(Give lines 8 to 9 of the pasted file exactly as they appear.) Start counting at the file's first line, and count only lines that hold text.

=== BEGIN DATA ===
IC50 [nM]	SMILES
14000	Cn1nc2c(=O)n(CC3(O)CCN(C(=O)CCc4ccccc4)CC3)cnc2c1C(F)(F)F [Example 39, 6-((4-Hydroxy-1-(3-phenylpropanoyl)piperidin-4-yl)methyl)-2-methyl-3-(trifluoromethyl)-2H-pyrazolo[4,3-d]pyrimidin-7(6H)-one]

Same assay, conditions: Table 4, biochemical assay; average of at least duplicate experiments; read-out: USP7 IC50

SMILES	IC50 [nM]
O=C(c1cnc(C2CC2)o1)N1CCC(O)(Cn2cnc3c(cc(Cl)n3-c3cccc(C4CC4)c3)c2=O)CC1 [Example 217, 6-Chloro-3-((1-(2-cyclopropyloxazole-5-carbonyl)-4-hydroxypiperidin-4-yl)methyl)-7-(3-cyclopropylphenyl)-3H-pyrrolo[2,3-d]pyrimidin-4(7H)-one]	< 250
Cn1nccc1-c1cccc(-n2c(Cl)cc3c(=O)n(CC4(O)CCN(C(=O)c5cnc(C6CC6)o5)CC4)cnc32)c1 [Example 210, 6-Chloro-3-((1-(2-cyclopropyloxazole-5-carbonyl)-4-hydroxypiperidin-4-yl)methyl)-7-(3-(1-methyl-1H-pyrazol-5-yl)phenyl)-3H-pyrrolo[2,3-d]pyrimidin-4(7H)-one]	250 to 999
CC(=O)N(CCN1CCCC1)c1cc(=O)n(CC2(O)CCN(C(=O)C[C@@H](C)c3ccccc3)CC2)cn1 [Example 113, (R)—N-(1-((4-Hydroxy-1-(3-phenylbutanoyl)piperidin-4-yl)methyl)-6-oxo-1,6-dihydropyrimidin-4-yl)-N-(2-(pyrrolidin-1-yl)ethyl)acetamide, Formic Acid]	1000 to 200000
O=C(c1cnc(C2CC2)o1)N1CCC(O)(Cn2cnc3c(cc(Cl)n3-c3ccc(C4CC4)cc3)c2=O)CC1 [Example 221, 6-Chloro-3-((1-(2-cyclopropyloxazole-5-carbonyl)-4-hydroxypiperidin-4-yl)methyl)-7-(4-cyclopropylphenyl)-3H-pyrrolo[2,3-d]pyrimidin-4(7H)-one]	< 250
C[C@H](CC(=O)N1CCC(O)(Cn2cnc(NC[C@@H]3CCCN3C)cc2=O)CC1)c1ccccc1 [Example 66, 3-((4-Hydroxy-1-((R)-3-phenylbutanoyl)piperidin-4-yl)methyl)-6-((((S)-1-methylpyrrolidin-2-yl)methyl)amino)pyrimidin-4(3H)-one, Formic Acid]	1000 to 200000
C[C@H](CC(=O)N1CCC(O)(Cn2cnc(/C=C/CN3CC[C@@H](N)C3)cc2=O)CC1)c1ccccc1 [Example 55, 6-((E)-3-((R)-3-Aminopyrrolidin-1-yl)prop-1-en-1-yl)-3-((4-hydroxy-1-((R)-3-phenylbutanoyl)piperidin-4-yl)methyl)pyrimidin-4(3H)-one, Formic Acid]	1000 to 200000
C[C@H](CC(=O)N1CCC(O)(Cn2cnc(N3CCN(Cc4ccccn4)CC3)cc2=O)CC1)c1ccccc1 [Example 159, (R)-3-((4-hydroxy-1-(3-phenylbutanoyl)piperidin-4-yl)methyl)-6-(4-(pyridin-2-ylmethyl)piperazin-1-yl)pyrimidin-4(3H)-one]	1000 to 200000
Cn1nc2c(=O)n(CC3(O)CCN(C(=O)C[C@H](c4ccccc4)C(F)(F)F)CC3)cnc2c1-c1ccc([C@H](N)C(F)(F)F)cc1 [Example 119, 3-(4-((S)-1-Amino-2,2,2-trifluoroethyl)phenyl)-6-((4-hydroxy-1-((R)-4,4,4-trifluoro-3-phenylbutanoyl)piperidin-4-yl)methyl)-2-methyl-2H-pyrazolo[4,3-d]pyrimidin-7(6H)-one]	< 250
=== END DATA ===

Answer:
O=C(c1cnc(C2CC2)o1)N1CCC(O)(Cn2cnc3c(cc(Cl)n3-c3ccc(C4CC4)cc3)c2=O)CC1 [Example 221, 6-Chloro-3-((1-(2-cyclopropyloxazole-5-carbonyl)-4-hydroxypiperidin-4-yl)methyl)-7-(4-cyclopropylphenyl)-3H-pyrrolo[2,3-d]pyrimidin-4(7H)-one]	< 250
C[C@H](CC(=O)N1CCC(O)(Cn2cnc(NC[C@@H]3CCCN3C)cc2=O)CC1)c1ccccc1 [Example 66, 3-((4-Hydroxy-1-((R)-3-phenylbutanoyl)piperidin-4-yl)methyl)-6-((((S)-1-methylpyrrolidin-2-yl)methyl)amino)pyrimidin-4(3H)-one, Formic Acid]	1000 to 200000